Publisher: Utah State University Press
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Collaborative School Leadership: Managing a Group of Schools

Author: David Middlewood
Author: Ian Abbott
Author: Sue Robinson
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Collaborative School Leadership investigates how and why more collaboration is taking place in a wide range of settings in the UK, South Africa, New Zealand, China, the USA, the Seychelles, Tanzania and Greece, and considers the implications for leadership and the overall effectiveness of schools. David Middlewood, Ian Abbott and Sue Robinson explore various models of collaboration, considering their strengths, weaknesses and how they affect school leadership, including:
· executive leadership
· school-to-school collaboration
· federations
· alliances
· academy chains.

The supportive structure of each chapter, with bullet point introduction, case studies, points of reflection, further reading and summaries, guides the reader and supports learning. Drawing on research, the authors identify the key areas for consideration, addressing questions such as:
· Where does leadership reside in collaborating partnerships?
· Who exactly are the leaders?
· What impact does this leadership have on others –staff, parents, governors, learners?
· What kind of leadership development is desirable?
They look at the fact that the skills and approaches used by leaders of single schools are not automatically transferable to the leadership of several schools and propose possible ways forward for leadership and consider potential implications for education systems as a whole. They provide both an invaluable insight and also a practical guide for the school leaders of tomorrow.

Publisher: Bloomsbury
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Commitment and Common Sense: Leading Education Reform in Massachusetts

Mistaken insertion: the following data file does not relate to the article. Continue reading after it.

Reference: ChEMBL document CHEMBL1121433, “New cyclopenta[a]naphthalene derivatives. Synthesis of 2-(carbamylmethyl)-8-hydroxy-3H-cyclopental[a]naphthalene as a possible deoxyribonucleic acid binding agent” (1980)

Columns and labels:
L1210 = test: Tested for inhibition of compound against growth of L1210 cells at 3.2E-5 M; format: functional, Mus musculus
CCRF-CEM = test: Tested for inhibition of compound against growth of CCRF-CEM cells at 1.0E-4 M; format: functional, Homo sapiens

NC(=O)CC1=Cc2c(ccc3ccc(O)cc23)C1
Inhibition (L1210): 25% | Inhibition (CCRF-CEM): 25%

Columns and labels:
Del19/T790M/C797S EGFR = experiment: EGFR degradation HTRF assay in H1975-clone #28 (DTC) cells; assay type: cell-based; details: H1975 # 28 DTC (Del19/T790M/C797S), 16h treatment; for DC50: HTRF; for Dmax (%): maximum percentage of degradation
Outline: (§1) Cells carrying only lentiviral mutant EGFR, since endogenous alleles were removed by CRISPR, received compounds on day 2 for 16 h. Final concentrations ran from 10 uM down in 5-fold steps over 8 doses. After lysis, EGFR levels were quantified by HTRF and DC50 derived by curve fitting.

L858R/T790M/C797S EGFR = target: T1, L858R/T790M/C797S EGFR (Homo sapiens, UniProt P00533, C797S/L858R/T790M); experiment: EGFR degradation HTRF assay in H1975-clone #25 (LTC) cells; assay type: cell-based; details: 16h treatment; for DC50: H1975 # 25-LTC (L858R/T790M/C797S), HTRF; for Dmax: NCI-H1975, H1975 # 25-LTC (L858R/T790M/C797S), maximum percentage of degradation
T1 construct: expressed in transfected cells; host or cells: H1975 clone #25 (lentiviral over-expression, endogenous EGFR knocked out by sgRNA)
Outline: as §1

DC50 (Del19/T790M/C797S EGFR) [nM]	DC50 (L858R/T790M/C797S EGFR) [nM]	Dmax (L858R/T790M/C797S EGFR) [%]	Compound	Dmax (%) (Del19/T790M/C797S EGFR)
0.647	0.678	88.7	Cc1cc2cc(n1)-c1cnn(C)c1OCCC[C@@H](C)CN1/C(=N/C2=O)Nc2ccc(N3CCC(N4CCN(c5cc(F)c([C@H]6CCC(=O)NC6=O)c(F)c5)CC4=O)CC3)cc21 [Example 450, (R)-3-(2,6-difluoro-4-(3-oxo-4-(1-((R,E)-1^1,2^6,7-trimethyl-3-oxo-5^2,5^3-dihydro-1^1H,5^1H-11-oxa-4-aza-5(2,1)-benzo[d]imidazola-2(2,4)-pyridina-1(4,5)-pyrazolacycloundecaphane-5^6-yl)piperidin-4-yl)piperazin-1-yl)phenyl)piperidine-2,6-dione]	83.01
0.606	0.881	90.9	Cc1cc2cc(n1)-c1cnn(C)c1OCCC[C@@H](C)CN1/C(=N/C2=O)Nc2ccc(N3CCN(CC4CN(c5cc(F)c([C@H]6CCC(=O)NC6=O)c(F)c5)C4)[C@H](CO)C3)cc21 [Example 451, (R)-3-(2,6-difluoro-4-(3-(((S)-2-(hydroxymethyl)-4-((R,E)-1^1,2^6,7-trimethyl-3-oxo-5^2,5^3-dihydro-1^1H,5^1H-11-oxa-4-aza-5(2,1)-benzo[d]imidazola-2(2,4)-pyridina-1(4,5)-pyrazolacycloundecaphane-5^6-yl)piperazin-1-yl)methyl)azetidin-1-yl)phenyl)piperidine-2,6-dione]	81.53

Author: David P. Driscoll
Abstract: Commitment and Common Sense tells the inside story of how Massachusetts became a national model for education. Twelve years after the passage of the state’s comprehensive education reform law in 1993, Bay State student scores rose to the top of “the nation’s report card” (the National Assessment of Educational Progress) in fourth- and eighth-grade reading and math—and have stayed there ever since.
 
How were state leaders able to raise student achievement to such levels and maintain them? Are there leadership lessons for others now that the spotlight on improvements in education has returned to the states under the Every Student Succeeds Act?
 
David P. Driscoll, the man put in charge of implementing the Massachusetts Education Reform Act just days after it was signed, provides answers to both questions in this provocative insider account of the key events leading up to, through, and following this pivotal period.
 
This book is full of lively anecdotes and wisdom born from experience in the trenches of education politics at local, state, and national levels. Driscoll offers unique insights for current and future education leaders interested in learning more about the keys to Massachusetts’s success and understanding of the power of state policy to effect change.
Publisher: Harvard Education Press
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Comparative and International Education, 2nd Edition

Editor: Karen Mundy
Editor: Kathy Bickmore
Editor: Ruth Hayhoe
Abstract: With a stronger focus on the teacher's role and emerging alternative pedagogies in diverse settings, this thoroughly updated second edition draws on research by scholars from the Americas, Australia, Africa, Asia, Europe, and the Middle East. Comparative and International Education offers an overview of the history of comparative education and international development education, exploring issues related to social justice, human rights, gender equality, and Indigenous knowledge in the classroom. Appropriate for use in undergraduate and graduate education courses, this edited collection will help students better understand how globalization has impacted the classroom and led to the internationalization of schooling.